In the manufacture of candles by compression techniques, such as that disclosed in my commonly assigned application filed of even date, the compression candle is molded upside down with a compression ram, having the desired shape to impart the bottom cavity 20 incorporated into the ram. After compression, the candle shape is removed from the mold, and still upside down, a wick of suitable material is inserted. This wick 10 is in the wick cavity 40, placed about ⅛ th inch beneath the top 24 of candle bottom 8. The wicks utilized may be of any conventional wick material including but not limited to cotton, cotton/paper, cotton/linen, or synthetic such as rayon. A preferred wick material is cotton with or without paper braid or a paper core.
In practice, we prefer not to use metallic wick clips as are commonly used for the support of wicks, in for instance votive candles because free standing candles are often placed upon stands having protrusions which engage the candle and steady the candle. Such protrusions would damage a wick clip, and hence, while this invention will function, we prefer not to use such devices. Another disadvantage of a conventional metallic wick clip in the practice of our invention is that the metal will conduct heat, melting additional wax, and perhaps causing the fuel around the wick clip to melt. This additional melted wax may cause breakthrough of the wax to the bottom of the candle, exposing molten wax to the surface upon which the candle is to be placed.
The example presented below illustrates the preparation of a multiple layered compression molded candle product having the wick shut off feature, and the scrap disposal feature of the subject invention. As will be seen, while this invention is illustrated with a compression candle making technique, those skilled in the art will readily appreciate that the subject wick shut off invention will have applicability with regard to candles that are poured as well.
For each composition of a layer, a refined paraffin wax (IGI Paraflex 1239 MP 60° C.); is pre blended with an ethylene derived polymer (Vybar 103, MP 76° C.) until the polymer is fully integrated into the refined paraffin wax. A fragrance/dye/UV inhibitor concentrate of IFF Stargazer 18 (available from International Flavors & Fragrances), Sandoplast Yellow 3G, Sandoplast Red 2G (both available from Clariant Gmbh, Pigments and Additives Division, Frankfurt) and Cyasorb UV 531 (available from Cytec Industries, Inc., West Patterson, N.J.) is mixed until all components are dissolved.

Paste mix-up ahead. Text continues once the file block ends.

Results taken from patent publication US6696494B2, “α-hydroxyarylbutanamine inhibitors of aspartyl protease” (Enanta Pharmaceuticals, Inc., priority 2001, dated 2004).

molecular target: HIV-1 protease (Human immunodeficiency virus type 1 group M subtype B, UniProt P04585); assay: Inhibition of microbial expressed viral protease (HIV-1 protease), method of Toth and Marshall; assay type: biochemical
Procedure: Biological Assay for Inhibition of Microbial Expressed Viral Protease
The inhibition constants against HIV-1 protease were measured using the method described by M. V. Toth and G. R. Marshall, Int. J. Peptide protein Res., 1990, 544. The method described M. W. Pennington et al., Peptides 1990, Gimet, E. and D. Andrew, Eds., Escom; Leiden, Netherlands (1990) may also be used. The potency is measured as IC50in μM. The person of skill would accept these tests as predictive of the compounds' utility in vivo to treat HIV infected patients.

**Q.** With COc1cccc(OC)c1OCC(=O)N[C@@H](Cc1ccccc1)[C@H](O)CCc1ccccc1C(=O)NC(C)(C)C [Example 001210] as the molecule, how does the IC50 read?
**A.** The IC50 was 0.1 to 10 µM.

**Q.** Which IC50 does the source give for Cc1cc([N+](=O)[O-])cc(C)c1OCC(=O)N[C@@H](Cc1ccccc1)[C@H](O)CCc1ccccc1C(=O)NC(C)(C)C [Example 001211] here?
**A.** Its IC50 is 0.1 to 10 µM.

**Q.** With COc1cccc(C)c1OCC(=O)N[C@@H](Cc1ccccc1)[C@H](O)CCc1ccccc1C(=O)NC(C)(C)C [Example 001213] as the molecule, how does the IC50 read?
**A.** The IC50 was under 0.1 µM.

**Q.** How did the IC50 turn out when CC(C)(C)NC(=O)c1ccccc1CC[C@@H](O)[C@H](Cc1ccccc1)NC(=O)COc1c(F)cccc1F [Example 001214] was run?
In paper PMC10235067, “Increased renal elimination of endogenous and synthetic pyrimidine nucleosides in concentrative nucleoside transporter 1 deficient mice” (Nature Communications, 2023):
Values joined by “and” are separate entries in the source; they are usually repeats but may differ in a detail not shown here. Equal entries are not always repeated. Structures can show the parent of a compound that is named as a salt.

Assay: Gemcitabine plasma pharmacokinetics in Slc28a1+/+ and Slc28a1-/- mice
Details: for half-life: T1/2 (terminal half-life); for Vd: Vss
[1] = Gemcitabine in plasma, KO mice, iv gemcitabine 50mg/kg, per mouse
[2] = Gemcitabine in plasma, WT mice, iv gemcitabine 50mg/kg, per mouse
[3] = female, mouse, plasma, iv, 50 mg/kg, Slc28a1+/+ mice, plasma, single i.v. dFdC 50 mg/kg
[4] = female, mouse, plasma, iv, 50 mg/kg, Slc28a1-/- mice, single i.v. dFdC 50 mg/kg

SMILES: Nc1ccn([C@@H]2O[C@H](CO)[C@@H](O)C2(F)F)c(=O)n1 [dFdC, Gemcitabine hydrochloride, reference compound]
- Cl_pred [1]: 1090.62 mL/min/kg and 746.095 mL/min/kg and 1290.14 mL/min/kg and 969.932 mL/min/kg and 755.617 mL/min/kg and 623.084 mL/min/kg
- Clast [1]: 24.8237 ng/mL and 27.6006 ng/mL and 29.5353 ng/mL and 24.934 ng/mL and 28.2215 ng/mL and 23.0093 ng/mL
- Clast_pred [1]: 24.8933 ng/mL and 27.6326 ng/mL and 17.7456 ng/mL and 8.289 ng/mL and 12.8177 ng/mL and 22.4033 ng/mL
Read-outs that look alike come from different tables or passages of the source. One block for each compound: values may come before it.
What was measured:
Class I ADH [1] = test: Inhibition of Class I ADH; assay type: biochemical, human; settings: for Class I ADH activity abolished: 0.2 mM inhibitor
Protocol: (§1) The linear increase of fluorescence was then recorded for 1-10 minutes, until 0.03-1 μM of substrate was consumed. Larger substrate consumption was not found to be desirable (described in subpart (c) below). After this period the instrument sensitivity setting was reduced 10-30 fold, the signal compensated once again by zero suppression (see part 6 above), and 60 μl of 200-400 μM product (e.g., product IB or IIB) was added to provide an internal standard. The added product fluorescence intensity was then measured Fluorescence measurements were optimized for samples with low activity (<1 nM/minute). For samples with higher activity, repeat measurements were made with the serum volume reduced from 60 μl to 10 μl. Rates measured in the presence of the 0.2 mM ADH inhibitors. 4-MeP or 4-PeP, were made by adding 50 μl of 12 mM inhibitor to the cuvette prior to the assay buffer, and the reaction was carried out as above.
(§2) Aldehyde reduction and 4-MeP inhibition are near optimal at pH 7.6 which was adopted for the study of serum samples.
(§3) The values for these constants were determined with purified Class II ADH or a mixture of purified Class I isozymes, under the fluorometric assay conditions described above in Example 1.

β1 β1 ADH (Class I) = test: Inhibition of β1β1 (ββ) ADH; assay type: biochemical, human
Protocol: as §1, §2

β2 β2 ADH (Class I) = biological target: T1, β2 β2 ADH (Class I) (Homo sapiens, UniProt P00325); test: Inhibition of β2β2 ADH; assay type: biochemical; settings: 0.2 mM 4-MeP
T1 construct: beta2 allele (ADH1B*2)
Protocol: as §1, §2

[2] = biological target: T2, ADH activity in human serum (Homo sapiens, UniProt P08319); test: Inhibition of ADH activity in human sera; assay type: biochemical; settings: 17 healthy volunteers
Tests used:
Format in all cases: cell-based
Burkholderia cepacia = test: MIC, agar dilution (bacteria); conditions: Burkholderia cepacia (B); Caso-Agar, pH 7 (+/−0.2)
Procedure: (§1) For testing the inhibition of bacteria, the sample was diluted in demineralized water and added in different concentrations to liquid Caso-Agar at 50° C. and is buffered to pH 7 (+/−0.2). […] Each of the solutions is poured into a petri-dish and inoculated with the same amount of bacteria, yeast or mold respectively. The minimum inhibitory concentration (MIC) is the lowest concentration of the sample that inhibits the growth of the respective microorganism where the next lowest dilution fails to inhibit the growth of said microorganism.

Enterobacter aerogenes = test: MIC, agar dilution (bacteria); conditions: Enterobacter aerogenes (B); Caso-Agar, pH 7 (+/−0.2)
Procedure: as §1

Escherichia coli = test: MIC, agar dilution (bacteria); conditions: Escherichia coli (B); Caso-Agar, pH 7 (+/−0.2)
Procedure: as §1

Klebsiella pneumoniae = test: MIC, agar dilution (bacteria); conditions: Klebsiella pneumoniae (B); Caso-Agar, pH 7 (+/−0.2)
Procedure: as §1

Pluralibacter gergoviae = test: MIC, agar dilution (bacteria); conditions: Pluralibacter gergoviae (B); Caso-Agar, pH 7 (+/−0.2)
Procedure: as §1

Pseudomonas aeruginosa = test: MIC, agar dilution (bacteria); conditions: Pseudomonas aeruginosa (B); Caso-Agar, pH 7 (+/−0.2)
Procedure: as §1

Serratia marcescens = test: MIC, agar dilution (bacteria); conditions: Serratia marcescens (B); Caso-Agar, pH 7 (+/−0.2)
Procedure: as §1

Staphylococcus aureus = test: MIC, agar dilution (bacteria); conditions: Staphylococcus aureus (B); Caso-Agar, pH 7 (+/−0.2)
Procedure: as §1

The following four streams: wax/polymer pre-blend and the fragrance/dye/UV inhibitor concentrate, stearic acid (Emersol 150 MP 65.5° C. available from Henkel Corp.), and microcrystalline wax (Bareco's Victory Lite Wax MP 80° C.) are metered simultaneously to the formula (using a four stream metering system) and are blended through an in-line blending process.
Separately and simultaneously, additional compositions are prepared using the same method of mixing process. For the second layer, a refined paraffin wax (IGI Paraflex 1239 MP 60° C.); is pre blended with Vybar 103 until the polymer is fully integrated into the refined paraffin wax. A fragrance/dye/UV inhibitor concentrate of IFF 1814 HBA, Clariant Sandoplast yellow 3G and Cyasorb UV 531 is mixed until all components are dissolved. The wax/polymer pre-blend and the fragrance/dye/UV inhibitor concentrate are further blended through an in-line blending process with the same stearic acid and microcrystalline wax used in layer mixture 1. A third layer using identical ingredients, except the fragrance/dye/UV inhibitor concentrate was IFF Moonblossom 47, Clariant Sandoplast Green 3G, Nitro Fast Blue 2B and Cyasorb UV 531 is mixed until all components are dissolved. The wax/polymer pre-blend and the fragrance/dye/UV inhibitor concentrate are further blended through an in-line blending process as with the other two layers.
The separate layer mixture-candle wax compositions are held at a temperature of approximately 65 to 80° C. usually 75-80° C., and preferably about 77° C. and pumped separately to respective surge tanks until the ingredient mixtures are homogenous. The candle wax compositions are then pumped to their respective separate wax reservoirs in Kurschner wax spray drum system and the compositions are held at a temperature of 65 to 80° C. The spray drums are set to a speed of approximately 42 meters/min. The spray room temperature is held to about 15° C. and the relative humidity of approximately 50% although this temperature parameter may vary depending on the composition being dried, the humidity, the rate of spraying, and the temperature of the material being sprayed. The candle wax composition for each layer is pumped through a spray manifold system from the spray drum reservoir and sprayed to 15 centimeters above the drum from nozzles. The wax is sprayed into the air and semi-solidifies before contacting the drum surface. The spray drum is held to a temperature between about 7 and 24° C. The prilled wax is collected on the spray drum and them scraped from the drum and transferred into a vibrating conveyer that leads inside the drum for each of the compositions for further cooling. The prilled wax is collected at the end of the drum and vacuum fed into holding separate hoppers. For consistent cavity mold filling and compression for multiple layers in a single mold, the prilled waxes are maintained at temperatures between about 17 and 32° C.